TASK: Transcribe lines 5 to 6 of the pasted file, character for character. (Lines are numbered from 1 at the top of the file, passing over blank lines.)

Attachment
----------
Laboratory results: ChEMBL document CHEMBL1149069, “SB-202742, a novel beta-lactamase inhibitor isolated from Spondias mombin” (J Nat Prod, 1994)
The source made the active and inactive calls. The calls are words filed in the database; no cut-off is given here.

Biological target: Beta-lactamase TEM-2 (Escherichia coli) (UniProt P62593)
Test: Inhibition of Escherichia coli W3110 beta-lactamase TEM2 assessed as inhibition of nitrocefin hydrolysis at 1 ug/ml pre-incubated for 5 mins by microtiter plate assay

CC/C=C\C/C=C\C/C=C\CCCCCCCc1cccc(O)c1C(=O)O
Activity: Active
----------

CC/C=C\C/C=C\C/C=C\CCCCCCCc1cccc(O)c1C(=O)O
Activity: Active